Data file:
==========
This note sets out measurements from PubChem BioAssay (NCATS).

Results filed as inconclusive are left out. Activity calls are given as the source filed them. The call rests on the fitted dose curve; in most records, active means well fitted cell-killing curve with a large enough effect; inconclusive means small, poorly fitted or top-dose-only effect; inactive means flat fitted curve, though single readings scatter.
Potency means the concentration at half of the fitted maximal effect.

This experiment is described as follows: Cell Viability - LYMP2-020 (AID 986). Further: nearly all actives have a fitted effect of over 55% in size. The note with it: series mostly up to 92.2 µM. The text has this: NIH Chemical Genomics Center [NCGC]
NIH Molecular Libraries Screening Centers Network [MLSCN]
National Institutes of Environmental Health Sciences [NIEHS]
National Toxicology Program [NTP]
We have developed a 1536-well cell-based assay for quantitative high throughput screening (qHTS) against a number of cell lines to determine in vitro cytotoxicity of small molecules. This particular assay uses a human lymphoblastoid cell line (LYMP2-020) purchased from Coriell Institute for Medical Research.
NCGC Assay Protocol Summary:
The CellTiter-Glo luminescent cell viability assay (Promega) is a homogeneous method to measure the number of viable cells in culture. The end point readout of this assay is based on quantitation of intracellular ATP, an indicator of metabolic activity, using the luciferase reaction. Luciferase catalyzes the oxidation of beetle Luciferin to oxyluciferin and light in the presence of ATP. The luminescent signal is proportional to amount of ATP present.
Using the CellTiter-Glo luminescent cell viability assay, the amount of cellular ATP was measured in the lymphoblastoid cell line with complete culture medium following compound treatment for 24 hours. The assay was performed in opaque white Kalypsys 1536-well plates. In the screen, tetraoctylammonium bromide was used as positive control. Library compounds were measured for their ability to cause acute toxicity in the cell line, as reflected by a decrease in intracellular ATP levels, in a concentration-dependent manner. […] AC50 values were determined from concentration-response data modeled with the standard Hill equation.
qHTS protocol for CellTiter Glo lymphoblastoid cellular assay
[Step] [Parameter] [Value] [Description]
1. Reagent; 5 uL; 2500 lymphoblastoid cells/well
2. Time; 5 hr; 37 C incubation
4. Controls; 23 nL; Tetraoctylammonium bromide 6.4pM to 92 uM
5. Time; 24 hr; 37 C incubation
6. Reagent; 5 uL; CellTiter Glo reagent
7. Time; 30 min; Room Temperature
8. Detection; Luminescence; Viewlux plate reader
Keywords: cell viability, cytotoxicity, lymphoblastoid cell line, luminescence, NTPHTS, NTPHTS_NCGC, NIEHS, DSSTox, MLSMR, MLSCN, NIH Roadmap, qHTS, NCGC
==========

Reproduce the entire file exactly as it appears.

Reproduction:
This note sets out measurements from PubChem BioAssay (NCATS).

Results filed as inconclusive are left out. Activity calls are given as the source filed them. The call rests on the fitted dose curve; in most records, active means well fitted cell-killing curve with a large enough effect; inconclusive means small, poorly fitted or top-dose-only effect; inactive means flat fitted curve, though single readings scatter.
Potency means the concentration at half of the fitted maximal effect.

This experiment is described as follows: Cell Viability - LYMP2-020 (AID 986). Further: nearly all actives have a fitted effect of over 55% in size. The note with it: series mostly up to 92.2 µM. The text has this: NIH Chemical Genomics Center [NCGC]
NIH Molecular Libraries Screening Centers Network [MLSCN]
National Institutes of Environmental Health Sciences [NIEHS]
National Toxicology Program [NTP]
We have developed a 1536-well cell-based assay for quantitative high throughput screening (qHTS) against a number of cell lines to determine in vitro cytotoxicity of small molecules. This particular assay uses a human lymphoblastoid cell line (LYMP2-020) purchased from Coriell Institute for Medical Research.
NCGC Assay Protocol Summary:
The CellTiter-Glo luminescent cell viability assay (Promega) is a homogeneous method to measure the number of viable cells in culture. The end point readout of this assay is based on quantitation of intracellular ATP, an indicator of metabolic activity, using the luciferase reaction. Luciferase catalyzes the oxidation of beetle Luciferin to oxyluciferin and light in the presence of ATP. The luminescent signal is proportional to amount of ATP present.
Using the CellTiter-Glo luminescent cell viability assay, the amount of cellular ATP was measured in the lymphoblastoid cell line with complete culture medium following compound treatment for 24 hours. The assay was performed in opaque white Kalypsys 1536-well plates. In the screen, tetraoctylammonium bromide was used as positive control. Library compounds were measured for their ability to cause acute toxicity in the cell line, as reflected by a decrease in intracellular ATP levels, in a concentration-dependent manner. […] AC50 values were determined from concentration-response data modeled with the standard Hill equation.
qHTS protocol for CellTiter Glo lymphoblastoid cellular assay
[Step] [Parameter] [Value] [Description]
1. Reagent; 5 uL; 2500 lymphoblastoid cells/well
2. Time; 5 hr; 37 C incubation
4. Controls; 23 nL; Tetraoctylammonium bromide 6.4pM to 92 uM
5. Time; 24 hr; 37 C incubation
6. Reagent; 5 uL; CellTiter Glo reagent
7. Time; 30 min; Room Temperature
8. Detection; Luminescence; Viewlux plate reader
Keywords: cell viability, cytotoxicity, lymphoblastoid cell line, luminescence, NTPHTS, NTPHTS_NCGC, NIEHS, DSSTox, MLSMR, MLSCN, NIH Roadmap, qHTS, NCGC